Senator Nunn on Nuclear Security, Russia, and US Politics

Yesterday I had the pleasure of attending a CFR luncheon on nuclear security featuring former senator Sam Nunn.  With his impressive record on defense issues, and particularly nuclear issues, both during and after his career in Congress, Nunn’s perspective is always worth listening to.  I was not disappointed and walked away with a lot of notes.  Here are the key points/insights I feel are worth sharing:

  • Nunn firmly believes that cooperation between the United States and Russia on nuclear issues is imperative, regardless of the state of overall relations between the two countries.  Nuclear security – from terrorism to deterrence stability – are simply too important to be affected by other concerns.
  • One of the most interesting points came when Nunn dismissed the argument that Russia would have never seized Crimea if Ukraine had kept the nuclear weapons it inherited from the Soviet Union. He takes this stance, he said, because Russia was never going to allow Ukraine to keep the weapons; members of the Russian military told him at the time that if Ukraine refused to give up the weapons, they were planning to invade and take them by force.
  • In a detailed discussion about the post-Cold War expansion of NATO, Nunn said he had been against it at the time because he felt that it disrespected Russia and that if the same situation had occurred to the United States, we would have viewed it as a threat too.  Ultimately, he said that Russia must have a future in the Euro-Atlantic security and economic system.  Russia is too important and powerful to be outside the tent pissing in – it’s better to have it inside the tent pissing out.  Figuring out a way to offer this alternative path to Moscow should be a top priority for American policymakers.  Failure to do so would doom our grandchildren to repeat the same security problems we face today.  Nunn truly believes a Russia inside the Euro-Atlantic system is the only viable path to a sustainable peace.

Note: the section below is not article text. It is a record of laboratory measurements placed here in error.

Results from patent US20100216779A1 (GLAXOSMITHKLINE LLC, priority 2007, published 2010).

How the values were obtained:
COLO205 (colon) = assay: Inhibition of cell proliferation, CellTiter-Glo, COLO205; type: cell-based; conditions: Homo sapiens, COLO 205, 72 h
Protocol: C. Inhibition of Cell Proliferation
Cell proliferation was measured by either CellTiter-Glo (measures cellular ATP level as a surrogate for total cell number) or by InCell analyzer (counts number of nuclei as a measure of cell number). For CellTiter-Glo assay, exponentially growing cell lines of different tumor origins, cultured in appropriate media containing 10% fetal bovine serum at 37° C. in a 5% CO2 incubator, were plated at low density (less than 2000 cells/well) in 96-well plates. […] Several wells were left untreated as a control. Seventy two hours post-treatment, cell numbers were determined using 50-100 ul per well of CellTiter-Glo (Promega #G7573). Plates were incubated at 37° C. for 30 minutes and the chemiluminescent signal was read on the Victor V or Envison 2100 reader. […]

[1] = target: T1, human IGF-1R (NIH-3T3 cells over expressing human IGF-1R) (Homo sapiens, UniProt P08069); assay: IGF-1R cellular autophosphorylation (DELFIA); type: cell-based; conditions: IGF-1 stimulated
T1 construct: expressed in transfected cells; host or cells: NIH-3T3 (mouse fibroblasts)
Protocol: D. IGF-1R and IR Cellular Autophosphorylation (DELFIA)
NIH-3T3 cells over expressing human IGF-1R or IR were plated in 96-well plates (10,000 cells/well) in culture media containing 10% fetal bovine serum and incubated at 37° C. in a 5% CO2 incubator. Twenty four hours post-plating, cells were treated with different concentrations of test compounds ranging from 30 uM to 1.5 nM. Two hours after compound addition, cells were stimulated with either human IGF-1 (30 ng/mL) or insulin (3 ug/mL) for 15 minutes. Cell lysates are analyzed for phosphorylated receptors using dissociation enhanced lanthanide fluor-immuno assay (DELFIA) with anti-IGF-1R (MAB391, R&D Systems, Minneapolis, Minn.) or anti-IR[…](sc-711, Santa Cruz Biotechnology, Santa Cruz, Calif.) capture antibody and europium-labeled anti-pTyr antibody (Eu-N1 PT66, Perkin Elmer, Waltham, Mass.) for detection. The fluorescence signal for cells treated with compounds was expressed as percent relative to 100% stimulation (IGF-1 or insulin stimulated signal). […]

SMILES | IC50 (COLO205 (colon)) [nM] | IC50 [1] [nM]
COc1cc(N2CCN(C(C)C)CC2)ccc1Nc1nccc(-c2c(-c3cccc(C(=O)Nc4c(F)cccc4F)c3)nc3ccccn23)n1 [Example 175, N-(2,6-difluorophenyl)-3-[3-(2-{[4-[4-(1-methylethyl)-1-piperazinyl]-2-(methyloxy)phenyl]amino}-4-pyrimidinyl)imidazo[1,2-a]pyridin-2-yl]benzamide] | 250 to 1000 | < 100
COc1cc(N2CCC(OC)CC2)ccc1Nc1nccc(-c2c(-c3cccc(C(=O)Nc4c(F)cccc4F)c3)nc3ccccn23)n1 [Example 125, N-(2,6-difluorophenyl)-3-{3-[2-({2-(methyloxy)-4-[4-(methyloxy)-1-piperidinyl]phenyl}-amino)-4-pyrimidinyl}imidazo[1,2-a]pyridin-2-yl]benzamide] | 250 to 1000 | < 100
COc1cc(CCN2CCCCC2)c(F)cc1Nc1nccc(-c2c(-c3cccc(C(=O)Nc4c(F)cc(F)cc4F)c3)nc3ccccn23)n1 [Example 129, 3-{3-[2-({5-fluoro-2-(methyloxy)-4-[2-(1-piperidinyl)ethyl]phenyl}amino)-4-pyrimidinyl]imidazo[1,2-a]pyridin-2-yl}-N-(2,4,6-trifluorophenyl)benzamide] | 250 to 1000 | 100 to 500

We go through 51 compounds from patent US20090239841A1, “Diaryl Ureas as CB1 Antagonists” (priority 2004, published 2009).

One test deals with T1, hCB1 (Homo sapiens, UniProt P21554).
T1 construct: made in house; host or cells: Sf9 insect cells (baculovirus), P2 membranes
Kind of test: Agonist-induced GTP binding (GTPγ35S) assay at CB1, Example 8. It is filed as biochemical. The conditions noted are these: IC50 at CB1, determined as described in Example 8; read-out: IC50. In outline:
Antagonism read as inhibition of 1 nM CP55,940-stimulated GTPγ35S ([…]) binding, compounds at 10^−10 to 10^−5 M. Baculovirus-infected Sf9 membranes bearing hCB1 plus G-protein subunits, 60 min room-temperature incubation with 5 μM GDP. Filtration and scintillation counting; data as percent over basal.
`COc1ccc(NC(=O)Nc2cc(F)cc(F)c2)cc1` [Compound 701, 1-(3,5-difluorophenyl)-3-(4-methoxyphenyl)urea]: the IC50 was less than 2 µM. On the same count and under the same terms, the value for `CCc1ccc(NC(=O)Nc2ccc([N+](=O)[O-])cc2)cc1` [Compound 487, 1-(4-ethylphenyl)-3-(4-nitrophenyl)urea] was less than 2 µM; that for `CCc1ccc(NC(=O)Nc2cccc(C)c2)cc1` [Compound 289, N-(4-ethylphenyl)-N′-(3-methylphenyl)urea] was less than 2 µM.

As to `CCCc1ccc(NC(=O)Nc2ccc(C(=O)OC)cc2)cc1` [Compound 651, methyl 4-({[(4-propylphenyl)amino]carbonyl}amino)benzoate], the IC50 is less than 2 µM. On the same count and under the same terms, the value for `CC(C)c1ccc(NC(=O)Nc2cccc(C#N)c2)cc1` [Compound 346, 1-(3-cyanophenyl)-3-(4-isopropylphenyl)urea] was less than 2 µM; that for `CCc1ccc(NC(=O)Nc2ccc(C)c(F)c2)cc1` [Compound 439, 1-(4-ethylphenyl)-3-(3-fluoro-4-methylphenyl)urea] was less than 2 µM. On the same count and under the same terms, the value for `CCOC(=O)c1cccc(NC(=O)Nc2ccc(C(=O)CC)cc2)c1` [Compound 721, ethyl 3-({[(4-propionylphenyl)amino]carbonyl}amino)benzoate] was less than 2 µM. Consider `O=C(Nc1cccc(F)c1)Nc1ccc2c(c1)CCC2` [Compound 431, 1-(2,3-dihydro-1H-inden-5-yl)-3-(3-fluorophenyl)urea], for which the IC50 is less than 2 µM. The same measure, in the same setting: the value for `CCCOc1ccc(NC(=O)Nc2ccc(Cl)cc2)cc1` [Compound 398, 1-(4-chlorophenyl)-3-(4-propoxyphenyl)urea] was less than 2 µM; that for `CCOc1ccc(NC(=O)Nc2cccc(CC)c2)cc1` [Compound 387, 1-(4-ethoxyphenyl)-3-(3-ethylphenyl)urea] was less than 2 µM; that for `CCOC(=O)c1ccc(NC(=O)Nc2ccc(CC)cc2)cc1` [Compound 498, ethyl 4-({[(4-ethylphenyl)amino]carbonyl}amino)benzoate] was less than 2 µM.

• On a related note, Nunn argued that it’s not in our fundamental security interests to isolate Russia and have it turn into an economic basket case.  You can’t change geography, so Russia will always exercise significant influence within Europe.  Moreover, geography limits both our interests and our capabilities relative to Russia’s.  As a result, we’re better off having an integrated and prosperous Russia with a stake in the system than an isolated and paranoid Russia.
  • Nunn is adamant that no country has the sovereign right to start a nuclear war given the global implications the use of hundreds of weapons would entail.  While he didn’t elaborate on this position, it’s clear Nunn’s stance here would have significant trickle down effects on strategic and operational policy, such as first-use policy, launch readiness status, and the development of highly precise, low-yield nuclear weapons.
  • Nunn was asked by a member of the audience what he thought of the domestic political situation.  He said he was surprised at how bad it has gotten and would never have predicted the rise of Trump.  He said he thought Kasich was the only qualified GOP candidate left and that if he lost, and Republican voters could not be convinced to vote for Hillary, that he would suggest a write-in movement for Hulk Hogan.  Hulkamania is back, baby!
  • Finally, in discussing how and why he was able to achieve such significant bipartisan accomplishments, such as the Nunn-Lugar program and the Goldwater-Nichols Act, Nunn stated that it all came down to trust.  You have to be able to trust the guy across the aisle, even if you disagree with him on many policy issues.  Domestic US politics is a series of iterative games.  Constantly choosing to defect, as if it were a single-run Prisoner’s Dilemma, leads only to obstructionism, gridlock, and political decay.

All in all it was a great conversation that made me nostalgic for the statesmen of Nunn’s era.

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